Confined to his safe Gothic setting, Lee’s Dracula disappointingly never actually sees 1972, but he does get to engage in a spirited showdown with Cushing’s Van Helsing fourteen years after their last go at it.
The mod dialogue and slang in the early party scene is unbearable, embarrassingly dating the film. Curiously, much criticism was also leveled against Michael Vicker’s horn score, which is so idiosyncratic that it aids the film. An attempt is made to offset the flaws with three stylish action sequences, an older but still-animated Cushing and Lee, newcomer Neame as a coffee-house vampire, and of course, dual Hammer sex symbols Beacham and Munro. It all adds up to the most bipolar of the Hammer Dracula series, at least until the same team returned for the even queerer 1973 followup The Satanic Rites of Dracula.
Better received was the Hammer oddity Vampire Circus, directed by Robert Young, which was still criticized for having the usual sex and horror quota. Bookended with a traditional prologue and finale, it’s an imaginative effort and became a much sought after cult favorite, more talked about than seen (at least for a decade or so). Once the vampire circus comes to town, we’re introduced to a bevy of colorful characters, including Darth Vader himself (David Prowse) in the role of the strong man.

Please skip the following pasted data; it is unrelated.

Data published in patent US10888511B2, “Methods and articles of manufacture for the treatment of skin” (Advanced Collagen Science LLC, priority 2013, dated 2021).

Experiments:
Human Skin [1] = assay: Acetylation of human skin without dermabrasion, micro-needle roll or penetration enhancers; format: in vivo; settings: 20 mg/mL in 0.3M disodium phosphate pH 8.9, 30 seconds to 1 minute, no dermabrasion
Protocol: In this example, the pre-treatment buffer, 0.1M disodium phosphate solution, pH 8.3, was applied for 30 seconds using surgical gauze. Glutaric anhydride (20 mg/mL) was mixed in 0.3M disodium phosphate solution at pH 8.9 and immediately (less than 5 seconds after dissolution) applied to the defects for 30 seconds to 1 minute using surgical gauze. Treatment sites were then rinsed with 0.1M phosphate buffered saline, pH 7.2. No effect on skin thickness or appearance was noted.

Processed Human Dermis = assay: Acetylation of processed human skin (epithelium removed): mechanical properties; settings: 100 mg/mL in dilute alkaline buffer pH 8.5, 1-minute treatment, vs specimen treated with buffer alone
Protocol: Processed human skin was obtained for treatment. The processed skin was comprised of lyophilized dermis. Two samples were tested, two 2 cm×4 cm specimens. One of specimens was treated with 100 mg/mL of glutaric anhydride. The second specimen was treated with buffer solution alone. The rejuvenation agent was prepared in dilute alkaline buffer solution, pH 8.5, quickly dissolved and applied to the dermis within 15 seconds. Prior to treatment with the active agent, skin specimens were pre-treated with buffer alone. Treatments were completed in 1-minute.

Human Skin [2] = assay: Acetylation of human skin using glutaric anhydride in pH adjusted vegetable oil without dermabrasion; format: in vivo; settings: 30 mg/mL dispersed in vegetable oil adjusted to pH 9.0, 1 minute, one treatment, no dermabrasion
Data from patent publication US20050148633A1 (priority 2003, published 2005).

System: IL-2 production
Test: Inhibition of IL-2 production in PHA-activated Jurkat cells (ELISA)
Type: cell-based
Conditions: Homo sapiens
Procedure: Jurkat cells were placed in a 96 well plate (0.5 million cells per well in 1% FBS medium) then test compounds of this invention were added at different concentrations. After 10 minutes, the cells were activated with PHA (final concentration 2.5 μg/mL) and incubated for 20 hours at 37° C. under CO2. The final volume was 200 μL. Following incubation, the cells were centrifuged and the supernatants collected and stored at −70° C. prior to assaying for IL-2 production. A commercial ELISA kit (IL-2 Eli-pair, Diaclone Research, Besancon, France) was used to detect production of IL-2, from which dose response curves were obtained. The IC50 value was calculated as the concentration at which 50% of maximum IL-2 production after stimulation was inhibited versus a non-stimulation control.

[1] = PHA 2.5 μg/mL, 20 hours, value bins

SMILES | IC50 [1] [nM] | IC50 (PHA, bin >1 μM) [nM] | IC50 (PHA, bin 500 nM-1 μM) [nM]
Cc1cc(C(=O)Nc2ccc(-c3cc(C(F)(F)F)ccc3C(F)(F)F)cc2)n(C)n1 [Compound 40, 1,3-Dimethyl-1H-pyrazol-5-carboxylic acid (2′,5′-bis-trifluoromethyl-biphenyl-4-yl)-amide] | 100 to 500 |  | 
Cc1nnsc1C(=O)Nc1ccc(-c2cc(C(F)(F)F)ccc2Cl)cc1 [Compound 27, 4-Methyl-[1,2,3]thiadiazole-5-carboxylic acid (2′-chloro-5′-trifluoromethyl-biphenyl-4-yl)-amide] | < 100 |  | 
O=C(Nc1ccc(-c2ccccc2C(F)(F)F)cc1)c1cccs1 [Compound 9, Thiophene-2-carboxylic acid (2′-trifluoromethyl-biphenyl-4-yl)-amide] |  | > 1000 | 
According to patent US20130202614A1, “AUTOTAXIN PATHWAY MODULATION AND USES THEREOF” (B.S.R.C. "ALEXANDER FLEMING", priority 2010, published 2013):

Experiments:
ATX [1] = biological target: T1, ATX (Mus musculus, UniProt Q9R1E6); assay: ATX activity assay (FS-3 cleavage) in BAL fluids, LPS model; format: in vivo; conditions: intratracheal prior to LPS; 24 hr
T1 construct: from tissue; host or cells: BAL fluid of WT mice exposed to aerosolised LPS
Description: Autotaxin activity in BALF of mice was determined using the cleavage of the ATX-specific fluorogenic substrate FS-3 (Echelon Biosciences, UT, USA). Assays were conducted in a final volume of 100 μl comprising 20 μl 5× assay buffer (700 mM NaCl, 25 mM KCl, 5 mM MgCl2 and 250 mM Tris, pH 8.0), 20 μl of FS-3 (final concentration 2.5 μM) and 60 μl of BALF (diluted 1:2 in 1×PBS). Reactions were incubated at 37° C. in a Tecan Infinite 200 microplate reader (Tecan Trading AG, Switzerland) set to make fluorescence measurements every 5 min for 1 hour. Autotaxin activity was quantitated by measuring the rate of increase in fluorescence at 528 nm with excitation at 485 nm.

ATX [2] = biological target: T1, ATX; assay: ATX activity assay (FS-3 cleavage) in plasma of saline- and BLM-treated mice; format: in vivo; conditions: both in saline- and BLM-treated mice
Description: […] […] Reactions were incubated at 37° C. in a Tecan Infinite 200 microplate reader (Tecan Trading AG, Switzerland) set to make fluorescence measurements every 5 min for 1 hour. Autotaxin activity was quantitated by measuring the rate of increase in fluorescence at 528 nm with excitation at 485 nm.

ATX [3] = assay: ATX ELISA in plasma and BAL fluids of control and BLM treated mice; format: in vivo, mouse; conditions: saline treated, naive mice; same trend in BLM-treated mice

Again, Hammer lets loose with a new character in Count Mitterhouse (Robert Tayman), who exudes the dangerous sex appeal that Dracula initially possessed in the original Horror of Dracula (1958). He’s been mating with a villager’s wife, and she’s been supplying him with a steady supply of pubescent blood. An angry-villager scene follows with the impaled, dying count placing a curse on the town of Schtetel. Fifteen years later, Schtetel is quarantined due to a mysterious plague. A visiting circus is in fact Mitterhouse’s vampire brood, intent on resurrecting him and fulfilling his vow of revenge. While it ends predictably, there’s plush eroticism aplenty; both male and female (including Prowse engaging in an erotic dance with a body painted nude tigress, a stop-motion black panther, bats transforming into twin siblings, etc). The contrast between the puritan hayseeds of Schtetel and the necromantic performers could not be more pronounced, and only dullards will find themselves rooting for the rustic denizens. It’s equally silly, predictable, and refreshingly offbeat.